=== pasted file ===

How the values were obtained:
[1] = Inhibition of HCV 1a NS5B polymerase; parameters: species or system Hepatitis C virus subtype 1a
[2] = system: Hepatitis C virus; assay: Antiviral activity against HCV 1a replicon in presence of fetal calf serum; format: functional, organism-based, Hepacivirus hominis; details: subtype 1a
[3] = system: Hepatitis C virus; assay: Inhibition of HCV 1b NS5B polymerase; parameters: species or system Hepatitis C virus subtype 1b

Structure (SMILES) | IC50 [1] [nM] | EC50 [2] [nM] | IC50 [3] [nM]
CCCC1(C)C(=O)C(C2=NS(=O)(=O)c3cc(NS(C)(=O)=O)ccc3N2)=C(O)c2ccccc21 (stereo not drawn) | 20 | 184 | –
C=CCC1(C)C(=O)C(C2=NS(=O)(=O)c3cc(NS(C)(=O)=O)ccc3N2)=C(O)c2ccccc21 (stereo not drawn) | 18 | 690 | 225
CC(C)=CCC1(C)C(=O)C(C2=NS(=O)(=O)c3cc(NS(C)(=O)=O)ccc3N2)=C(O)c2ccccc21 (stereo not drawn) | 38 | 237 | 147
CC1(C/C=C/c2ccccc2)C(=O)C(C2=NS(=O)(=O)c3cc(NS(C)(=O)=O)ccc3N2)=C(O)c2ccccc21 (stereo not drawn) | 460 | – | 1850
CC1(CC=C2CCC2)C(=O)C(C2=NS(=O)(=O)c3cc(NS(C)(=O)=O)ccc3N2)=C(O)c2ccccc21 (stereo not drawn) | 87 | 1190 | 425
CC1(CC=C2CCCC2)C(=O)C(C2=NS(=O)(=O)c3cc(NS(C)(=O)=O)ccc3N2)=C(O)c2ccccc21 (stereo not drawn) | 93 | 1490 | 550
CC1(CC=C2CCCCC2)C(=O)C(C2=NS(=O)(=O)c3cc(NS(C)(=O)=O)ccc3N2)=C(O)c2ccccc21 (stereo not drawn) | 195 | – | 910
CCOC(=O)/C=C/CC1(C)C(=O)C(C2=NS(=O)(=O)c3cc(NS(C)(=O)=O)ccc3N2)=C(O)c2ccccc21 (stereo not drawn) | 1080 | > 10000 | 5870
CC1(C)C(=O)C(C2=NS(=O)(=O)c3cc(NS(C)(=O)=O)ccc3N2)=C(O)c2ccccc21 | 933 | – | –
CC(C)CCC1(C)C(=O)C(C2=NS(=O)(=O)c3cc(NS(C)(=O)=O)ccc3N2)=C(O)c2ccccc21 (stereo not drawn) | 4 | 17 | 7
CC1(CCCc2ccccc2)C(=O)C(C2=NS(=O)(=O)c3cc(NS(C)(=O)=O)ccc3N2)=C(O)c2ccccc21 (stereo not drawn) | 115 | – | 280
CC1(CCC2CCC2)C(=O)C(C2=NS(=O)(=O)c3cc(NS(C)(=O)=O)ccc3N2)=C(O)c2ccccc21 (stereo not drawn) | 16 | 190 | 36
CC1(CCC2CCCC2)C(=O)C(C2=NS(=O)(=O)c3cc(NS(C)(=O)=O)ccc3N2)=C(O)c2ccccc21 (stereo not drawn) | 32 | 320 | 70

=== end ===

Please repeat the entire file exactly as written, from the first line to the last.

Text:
How the values were obtained:
[1] = Inhibition of HCV 1a NS5B polymerase; parameters: species or system Hepatitis C virus subtype 1a
[2] = system: Hepatitis C virus; assay: Antiviral activity against HCV 1a replicon in presence of fetal calf serum; format: functional, organism-based, Hepacivirus hominis; details: subtype 1a
[3] = system: Hepatitis C virus; assay: Inhibition of HCV 1b NS5B polymerase; parameters: species or system Hepatitis C virus subtype 1b

Structure (SMILES) | IC50 [1] [nM] | EC50 [2] [nM] | IC50 [3] [nM]
CCCC1(C)C(=O)C(C2=NS(=O)(=O)c3cc(NS(C)(=O)=O)ccc3N2)=C(O)c2ccccc21 (stereo not drawn) | 20 | 184 | –
C=CCC1(C)C(=O)C(C2=NS(=O)(=O)c3cc(NS(C)(=O)=O)ccc3N2)=C(O)c2ccccc21 (stereo not drawn) | 18 | 690 | 225
CC(C)=CCC1(C)C(=O)C(C2=NS(=O)(=O)c3cc(NS(C)(=O)=O)ccc3N2)=C(O)c2ccccc21 (stereo not drawn) | 38 | 237 | 147
CC1(C/C=C/c2ccccc2)C(=O)C(C2=NS(=O)(=O)c3cc(NS(C)(=O)=O)ccc3N2)=C(O)c2ccccc21 (stereo not drawn) | 460 | – | 1850
CC1(CC=C2CCC2)C(=O)C(C2=NS(=O)(=O)c3cc(NS(C)(=O)=O)ccc3N2)=C(O)c2ccccc21 (stereo not drawn) | 87 | 1190 | 425
CC1(CC=C2CCCC2)C(=O)C(C2=NS(=O)(=O)c3cc(NS(C)(=O)=O)ccc3N2)=C(O)c2ccccc21 (stereo not drawn) | 93 | 1490 | 550
CC1(CC=C2CCCCC2)C(=O)C(C2=NS(=O)(=O)c3cc(NS(C)(=O)=O)ccc3N2)=C(O)c2ccccc21 (stereo not drawn) | 195 | – | 910
CCOC(=O)/C=C/CC1(C)C(=O)C(C2=NS(=O)(=O)c3cc(NS(C)(=O)=O)ccc3N2)=C(O)c2ccccc21 (stereo not drawn) | 1080 | > 10000 | 5870
CC1(C)C(=O)C(C2=NS(=O)(=O)c3cc(NS(C)(=O)=O)ccc3N2)=C(O)c2ccccc21 | 933 | – | –
CC(C)CCC1(C)C(=O)C(C2=NS(=O)(=O)c3cc(NS(C)(=O)=O)ccc3N2)=C(O)c2ccccc21 (stereo not drawn) | 4 | 17 | 7
CC1(CCCc2ccccc2)C(=O)C(C2=NS(=O)(=O)c3cc(NS(C)(=O)=O)ccc3N2)=C(O)c2ccccc21 (stereo not drawn) | 115 | – | 280
CC1(CCC2CCC2)C(=O)C(C2=NS(=O)(=O)c3cc(NS(C)(=O)=O)ccc3N2)=C(O)c2ccccc21 (stereo not drawn) | 16 | 190 | 36
CC1(CCC2CCCC2)C(=O)C(C2=NS(=O)(=O)c3cc(NS(C)(=O)=O)ccc3N2)=C(O)c2ccccc21 (stereo not drawn) | 32 | 320 | 70